Photo credit: WKYT-TV.
Photo credit: "Williams College astronomer Jay Pasachoff prepares for a solar eclipse in Argentine Patagonia in February. He plans to observe this summer's total eclipse from western Oregon." (Photo courtesy of Jay Pasachoff)
Photo credit: Inhabitat.com.
Photo credit: "Vehicles like the BMW i3 electric car are a future that is coming fast according to a report out the US."
Image credit: "
Map credit: The Atlantic, Institute for Spatial Economic Analysis, University of Redlands.
File photo: Jonathan Ernst / Reuters.
Photo credit: "
Illustration credit: "An illustration from the Illustrated Police News, Saturday 11 May 1889." All Images: © The British Library Board. All rights reserved/ Courtesy The British Newspaper Archive
TODAY: Showers and T-storms likely, cooler. Heavy rain likely Winds: NE 8-13. High: 69
WEDNESDAY NIGHT: More rain, heavy at times. Low: 51
THURSDAY: Showers taper early, clouds linger - cool breeze. Winds: NE 10-20. High: 57
FRIDAY: Dry start, another round of showers. Winds: NE 10-15. Wake-up: 44. High: 56
SATURDAY: More rain, potentially heavy. Winds: NE 10-20. Wake-up: 46. High: 57
SUNDAY: Damp start, then sunny peeks. Better. Winds: NW 10-15. Wake-up: 47. High: 59
MONDAY: Sunny start, few PM pop-up showers. Winds: W 10-15. Wake-up: 46. High: 67
TUESDAY: Still cool, few instability showers. Winds: NW 10-15. Wake-up: 48. high: 63
Trump Country is Flooding, and Climate Ideas Are Shifting. E&ENews has an eye-opening article focused on changes being witnessed in the Mississippi River Valley: "...The politics of climate change make it challenging for mayors south of St. Louis to discuss it openly, said Colin Wellenkamp, executive director of the Mississippi River Cities and Towns Initiative. They talk about disaster mitigation or disaster resilience — often code words for how they're responding to climate change without saying the words. Counts and other mayors understand that disasters are on the rise, though. Counts laughs when Wellenkamp is asked whether there's such a thing as a 100-year flood anymore. Wellenkamp trots out familiar statistics: Since 2011, the 10-state Mississippi River corridor has seen $50 billion in natural disaster impacts, including a 100-year flood, a 200-year flood, a 500-year flood, a 50-year drought and two hurricanes. The 75 cities in his network are learning how to live with the river, Wellenkamp said, "not make the river live with us." "Our focus has been: How do we really increase the number of solutions that are on the table?" he said. "And how many of those solutions can work in the long term?..."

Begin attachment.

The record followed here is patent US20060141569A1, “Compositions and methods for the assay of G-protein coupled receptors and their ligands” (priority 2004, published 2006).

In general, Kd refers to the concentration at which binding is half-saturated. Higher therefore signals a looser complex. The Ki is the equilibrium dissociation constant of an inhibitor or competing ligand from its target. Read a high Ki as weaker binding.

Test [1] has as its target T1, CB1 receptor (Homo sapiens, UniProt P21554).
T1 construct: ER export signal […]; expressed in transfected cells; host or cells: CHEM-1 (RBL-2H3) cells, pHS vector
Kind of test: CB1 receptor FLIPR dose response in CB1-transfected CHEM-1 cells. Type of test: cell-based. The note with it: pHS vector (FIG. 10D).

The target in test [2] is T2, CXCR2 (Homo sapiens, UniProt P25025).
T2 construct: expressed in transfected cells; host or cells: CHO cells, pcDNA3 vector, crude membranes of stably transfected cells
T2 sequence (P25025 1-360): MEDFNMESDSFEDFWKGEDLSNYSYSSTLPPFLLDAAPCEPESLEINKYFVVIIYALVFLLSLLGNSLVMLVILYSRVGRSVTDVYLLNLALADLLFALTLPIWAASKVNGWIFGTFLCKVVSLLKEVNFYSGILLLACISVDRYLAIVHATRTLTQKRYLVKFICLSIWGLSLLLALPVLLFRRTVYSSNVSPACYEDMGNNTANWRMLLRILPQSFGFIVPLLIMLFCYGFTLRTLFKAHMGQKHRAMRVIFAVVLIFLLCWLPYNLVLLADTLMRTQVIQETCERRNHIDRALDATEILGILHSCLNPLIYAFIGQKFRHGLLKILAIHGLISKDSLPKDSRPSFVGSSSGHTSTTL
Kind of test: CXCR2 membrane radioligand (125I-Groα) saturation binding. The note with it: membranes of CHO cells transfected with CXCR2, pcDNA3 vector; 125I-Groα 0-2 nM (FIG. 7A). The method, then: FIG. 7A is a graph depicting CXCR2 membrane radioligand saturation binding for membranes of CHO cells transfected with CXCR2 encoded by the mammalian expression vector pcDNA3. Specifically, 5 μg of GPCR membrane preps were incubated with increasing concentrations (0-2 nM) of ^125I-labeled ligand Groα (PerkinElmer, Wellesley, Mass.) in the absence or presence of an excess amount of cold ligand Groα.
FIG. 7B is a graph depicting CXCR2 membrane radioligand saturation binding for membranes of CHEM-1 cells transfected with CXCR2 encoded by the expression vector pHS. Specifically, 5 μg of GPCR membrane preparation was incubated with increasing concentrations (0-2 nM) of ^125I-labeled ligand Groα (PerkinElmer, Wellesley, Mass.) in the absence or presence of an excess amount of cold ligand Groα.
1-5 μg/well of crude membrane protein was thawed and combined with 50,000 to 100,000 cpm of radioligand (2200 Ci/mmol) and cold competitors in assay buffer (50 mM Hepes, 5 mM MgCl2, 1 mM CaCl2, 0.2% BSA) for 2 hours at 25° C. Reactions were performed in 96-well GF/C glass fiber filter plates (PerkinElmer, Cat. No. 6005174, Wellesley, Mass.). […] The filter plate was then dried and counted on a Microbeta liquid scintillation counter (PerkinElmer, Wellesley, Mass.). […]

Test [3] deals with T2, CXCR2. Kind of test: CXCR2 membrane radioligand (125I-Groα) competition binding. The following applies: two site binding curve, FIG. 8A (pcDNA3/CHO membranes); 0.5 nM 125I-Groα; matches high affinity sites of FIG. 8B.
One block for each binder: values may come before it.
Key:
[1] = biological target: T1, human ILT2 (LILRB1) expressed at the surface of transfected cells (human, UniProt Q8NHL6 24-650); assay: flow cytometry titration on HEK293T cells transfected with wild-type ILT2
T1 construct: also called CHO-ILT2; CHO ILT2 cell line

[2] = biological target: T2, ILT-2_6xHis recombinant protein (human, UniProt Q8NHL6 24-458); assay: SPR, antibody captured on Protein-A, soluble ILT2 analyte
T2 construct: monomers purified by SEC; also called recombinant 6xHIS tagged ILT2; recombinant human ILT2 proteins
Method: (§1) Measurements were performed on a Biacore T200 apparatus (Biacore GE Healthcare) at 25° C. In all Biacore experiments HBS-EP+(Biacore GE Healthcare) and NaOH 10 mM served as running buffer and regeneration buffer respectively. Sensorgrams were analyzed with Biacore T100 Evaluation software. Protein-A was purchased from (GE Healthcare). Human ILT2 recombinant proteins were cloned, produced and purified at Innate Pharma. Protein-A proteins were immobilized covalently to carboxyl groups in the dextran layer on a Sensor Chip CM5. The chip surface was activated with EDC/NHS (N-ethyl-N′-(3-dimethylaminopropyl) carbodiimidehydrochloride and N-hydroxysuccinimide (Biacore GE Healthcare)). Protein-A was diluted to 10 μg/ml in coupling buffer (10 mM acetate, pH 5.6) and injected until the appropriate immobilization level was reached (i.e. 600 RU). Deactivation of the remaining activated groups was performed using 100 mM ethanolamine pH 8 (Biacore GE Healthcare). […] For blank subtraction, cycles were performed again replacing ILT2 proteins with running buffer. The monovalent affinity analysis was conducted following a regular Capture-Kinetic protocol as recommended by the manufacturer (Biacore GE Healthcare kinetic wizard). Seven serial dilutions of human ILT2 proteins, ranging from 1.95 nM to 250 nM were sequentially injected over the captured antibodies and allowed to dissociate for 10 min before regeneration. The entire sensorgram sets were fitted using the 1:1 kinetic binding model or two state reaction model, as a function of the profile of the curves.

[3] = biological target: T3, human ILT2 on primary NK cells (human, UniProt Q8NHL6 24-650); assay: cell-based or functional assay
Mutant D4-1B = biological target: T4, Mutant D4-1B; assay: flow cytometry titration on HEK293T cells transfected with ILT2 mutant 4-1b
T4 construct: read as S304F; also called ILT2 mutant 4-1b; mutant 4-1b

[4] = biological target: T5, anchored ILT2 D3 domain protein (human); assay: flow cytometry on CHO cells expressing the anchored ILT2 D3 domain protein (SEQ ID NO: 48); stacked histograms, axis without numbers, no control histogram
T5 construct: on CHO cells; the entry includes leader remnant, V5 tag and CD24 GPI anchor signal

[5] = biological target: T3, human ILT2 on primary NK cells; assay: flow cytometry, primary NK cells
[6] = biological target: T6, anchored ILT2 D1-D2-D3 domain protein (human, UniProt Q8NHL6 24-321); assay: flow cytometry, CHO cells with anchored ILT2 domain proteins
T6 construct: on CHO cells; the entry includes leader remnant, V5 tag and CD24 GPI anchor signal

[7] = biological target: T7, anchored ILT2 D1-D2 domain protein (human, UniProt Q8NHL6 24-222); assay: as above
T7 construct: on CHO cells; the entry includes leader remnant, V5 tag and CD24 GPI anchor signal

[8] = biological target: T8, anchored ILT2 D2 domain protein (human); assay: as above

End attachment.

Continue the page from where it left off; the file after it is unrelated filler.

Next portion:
Image credit: "A flooded home on stilts near Thebes, Ill." Photo by Erika Bolstad.
Managing Risk in a Changing Climate. WPSU-TV at Penn State has a description and link to the documentary: "Climate change poses real threats that call for tough choices under deep uncertainty. Louisiana has been called “the canary in the coal mine” for climate impacts as it reports rates of relative sea level rise among the highest in the world as more and more land disappears into the Gulf of Mexico. The public television documentary Managing Risk in a Changing Climate examines how Louisiana decision makers engage with researchers and stakeholders to inform choices about how to manage risks driven by changing sea levels and storms. Featuring some of the nation’s leading climate experts and narrated by Peter Coyote, Managing Risk in a Changing Climate examines one of humanity’s most pressing challenges through the lens of the many academic disciplines needed to address the impacts and surrounding economic, social, and environmental issues that come with managing risk in a changing climate..."
Photo credit: "A growing body of scientific research suggests extreme flooding like that seen in Kelowna this month will become a lot more common in the future." (Manjula Dufresne/CBC).
STEPHANIE SY: The fossil fuel industry has actually come out in favor of some sort of carbon pricing. Do you view them as genuine allies on climate action?
SEN. SHELDON WHITEHOUSE: No. Every part of the fossil fuel industry’s and Big Oil’s political apparatus is still lined up to say, ‘If you dare talk about a carbon price, we are coming after you..."
Image credit: "Climate change is one of many issues seen as dividing Democrats and Republicans. A dominant wing of the GOP has denied climate change exists, as some Democrats have tried to reduce air pollution and push for alternative forms of energy. But meanwhile, some Republicans are also pushing for climate action." NewsHour Weekend Special Correspondent Stephanie Sy reports.
Under Fire, Climate Scientists Unite with Lawyers to Fight Back. The New York Times reports.